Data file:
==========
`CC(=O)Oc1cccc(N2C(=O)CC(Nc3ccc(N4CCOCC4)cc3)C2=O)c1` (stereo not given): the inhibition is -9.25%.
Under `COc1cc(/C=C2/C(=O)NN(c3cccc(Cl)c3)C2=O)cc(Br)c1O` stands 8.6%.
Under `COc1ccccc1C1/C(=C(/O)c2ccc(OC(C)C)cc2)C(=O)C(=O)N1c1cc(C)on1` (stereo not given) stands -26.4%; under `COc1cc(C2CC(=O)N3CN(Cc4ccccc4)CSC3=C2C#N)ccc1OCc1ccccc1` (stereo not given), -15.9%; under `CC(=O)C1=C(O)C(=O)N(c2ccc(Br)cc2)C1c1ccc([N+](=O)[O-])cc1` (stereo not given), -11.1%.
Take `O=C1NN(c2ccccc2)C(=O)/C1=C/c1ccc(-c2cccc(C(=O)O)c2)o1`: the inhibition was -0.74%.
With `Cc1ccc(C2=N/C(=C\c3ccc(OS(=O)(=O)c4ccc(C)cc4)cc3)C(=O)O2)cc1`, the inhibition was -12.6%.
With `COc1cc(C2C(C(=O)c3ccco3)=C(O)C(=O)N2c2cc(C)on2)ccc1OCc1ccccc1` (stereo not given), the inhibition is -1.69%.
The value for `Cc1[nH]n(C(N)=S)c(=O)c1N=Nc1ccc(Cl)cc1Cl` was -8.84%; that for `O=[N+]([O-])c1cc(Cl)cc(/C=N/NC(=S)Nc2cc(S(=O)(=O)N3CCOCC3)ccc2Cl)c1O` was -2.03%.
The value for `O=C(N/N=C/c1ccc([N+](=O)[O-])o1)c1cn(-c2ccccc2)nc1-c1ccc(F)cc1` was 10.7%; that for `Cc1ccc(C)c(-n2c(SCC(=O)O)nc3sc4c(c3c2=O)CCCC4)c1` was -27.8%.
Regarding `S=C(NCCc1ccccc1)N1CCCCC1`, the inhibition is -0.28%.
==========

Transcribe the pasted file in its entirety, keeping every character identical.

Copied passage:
`CC(=O)Oc1cccc(N2C(=O)CC(Nc3ccc(N4CCOCC4)cc3)C2=O)c1` (stereo not given): the inhibition is -9.25%.
Under `COc1cc(/C=C2/C(=O)NN(c3cccc(Cl)c3)C2=O)cc(Br)c1O` stands 8.6%.
Under `COc1ccccc1C1/C(=C(/O)c2ccc(OC(C)C)cc2)C(=O)C(=O)N1c1cc(C)on1` (stereo not given) stands -26.4%; under `COc1cc(C2CC(=O)N3CN(Cc4ccccc4)CSC3=C2C#N)ccc1OCc1ccccc1` (stereo not given), -15.9%; under `CC(=O)C1=C(O)C(=O)N(c2ccc(Br)cc2)C1c1ccc([N+](=O)[O-])cc1` (stereo not given), -11.1%.
Take `O=C1NN(c2ccccc2)C(=O)/C1=C/c1ccc(-c2cccc(C(=O)O)c2)o1`: the inhibition was -0.74%.
With `Cc1ccc(C2=N/C(=C\c3ccc(OS(=O)(=O)c4ccc(C)cc4)cc3)C(=O)O2)cc1`, the inhibition was -12.6%.
With `COc1cc(C2C(C(=O)c3ccco3)=C(O)C(=O)N2c2cc(C)on2)ccc1OCc1ccccc1` (stereo not given), the inhibition is -1.69%.
The value for `Cc1[nH]n(C(N)=S)c(=O)c1N=Nc1ccc(Cl)cc1Cl` was -8.84%; that for `O=[N+]([O-])c1cc(Cl)cc(/C=N/NC(=S)Nc2cc(S(=O)(=O)N3CCOCC3)ccc2Cl)c1O` was -2.03%.
The value for `O=C(N/N=C/c1ccc([N+](=O)[O-])o1)c1cn(-c2ccccc2)nc1-c1ccc(F)cc1` was 10.7%; that for `Cc1ccc(C)c(-n2c(SCC(=O)O)nc3sc4c(c3c2=O)CCCC4)c1` was -27.8%.
Regarding `S=C(NCCc1ccccc1)N1CCCCC1`, the inhibition is -0.28%.